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Guest opinion column by County Supervisor Sue Frost–
At the beginning of 2018, Sacramento County launched an ambitious new program that attempted to prioritize getting the 250 homeless people who cost the most amount of money each year in taxpayer dollars into permanent housing. Some of these homeless people are costing the county upwards of $150,000 a year, so it made sense to me to focus our efforts on getting them off the streets.
Now that it’s been around a year since we launched that program, I wanted to explain to you how the program works, and share with you the exciting news regarding how successful it has been.
As soon as the program was established last year, the sheriff’s department in coordination with Sacramento County Behavioral Health Services and the Sacramento County Department of Technology established the list of the 250 people costing the most money. The 250 people come from all over the county, from cities like Citrus Heights to unincorporated communities like Orangevale. These costs primarily come in the form of emergency room visits, jail visits, and utilizing alcohol, drug, and mental health services — all of which can be quite costly.
Once the 250 people were chosen, they were assigned to individual case managers who then had the job of physically locating them in the community. This is no easy task, and can often be one of the largest obstacles to getting them treatment.
Once they are found, they are told that they are eligible for fast-tracked housing and services, but convincing them to take part in it can be its own challenge. On average, this is the seventh housing program they have been affiliated with, and their level of trust with the government has often eroded. Many remain skeptical that they aren’t going to just get put on another list where nothing happens.
Once they sign up for the program, the case manager helps to clear any obstacles that may prevent them from getting the assistance they need. They will ensure they have met all their court requirements, are taking the proper medications, have a valid identification card, have a social security card, etc. After all these obstacles are lifted, they are then placed straight into housing that is wrapped in social services on-site.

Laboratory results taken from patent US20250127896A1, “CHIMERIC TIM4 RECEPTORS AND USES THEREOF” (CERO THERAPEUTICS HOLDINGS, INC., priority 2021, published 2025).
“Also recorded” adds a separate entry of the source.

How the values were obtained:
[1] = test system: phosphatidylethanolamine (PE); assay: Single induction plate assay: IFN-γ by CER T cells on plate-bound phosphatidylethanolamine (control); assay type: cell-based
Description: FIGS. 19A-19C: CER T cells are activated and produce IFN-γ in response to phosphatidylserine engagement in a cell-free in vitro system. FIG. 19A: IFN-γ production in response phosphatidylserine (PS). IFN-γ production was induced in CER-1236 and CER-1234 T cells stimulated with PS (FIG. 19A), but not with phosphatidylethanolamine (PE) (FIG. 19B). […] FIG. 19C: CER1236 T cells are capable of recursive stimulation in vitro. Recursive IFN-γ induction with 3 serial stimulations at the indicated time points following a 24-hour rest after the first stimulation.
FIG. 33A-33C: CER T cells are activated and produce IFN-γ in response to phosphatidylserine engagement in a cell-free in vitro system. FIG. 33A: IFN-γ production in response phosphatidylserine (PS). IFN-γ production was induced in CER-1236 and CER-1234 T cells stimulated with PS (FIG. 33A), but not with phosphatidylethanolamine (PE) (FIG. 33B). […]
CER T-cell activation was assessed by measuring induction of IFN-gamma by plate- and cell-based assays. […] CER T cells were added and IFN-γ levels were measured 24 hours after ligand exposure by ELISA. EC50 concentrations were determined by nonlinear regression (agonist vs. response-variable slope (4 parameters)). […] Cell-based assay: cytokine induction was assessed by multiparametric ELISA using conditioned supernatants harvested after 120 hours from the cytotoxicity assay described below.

The housing currently available to them are apartment-style units that are located in the Del Paso Heights area and in South Sacramento. We are using apartment-style housing for several key reasons.
First, it allows us to acquire the number of units we need in a much faster and more affordable way. Second, it allows us to save on staffing costs, since our social services staff stays on-site instead of travelling long distances between visits.
Many of my constituents were skeptical when this program was announced because they thought it would be a waste of time. They felt that these 250 homeless people would never accept county services. To be honest with you, I had some doubts as well, but remained optimistic that even if we were able to house a small portion of this segment of the homeless population, it would be a successful program.
I am thrilled to be able to report to you that 196 of the 250 have signed up for the program (including the #1 most expensive person), and 109 of them have already been housed! This is an incredible feat, and I am thrilled with the result thus far.
I know it is easy to become frustrated and jaded when trying to tackle the growing problem of homelessness in our community. The problem is so large that it can sometimes feel overwhelming. But if we focus on prudent solutions to this problem, that are mindful of protecting taxpayer dollars, we can make some positive strides in the right direction. This program is evidence of just that.
Sacramento County Supervisor Sue Frost formerly served as a Citrus Heights councilwoman and currently represents District 4, which includes Citrus Heights. She can be contacted at (916) 874-5491, or SupervisorFrost@saccounty.net.
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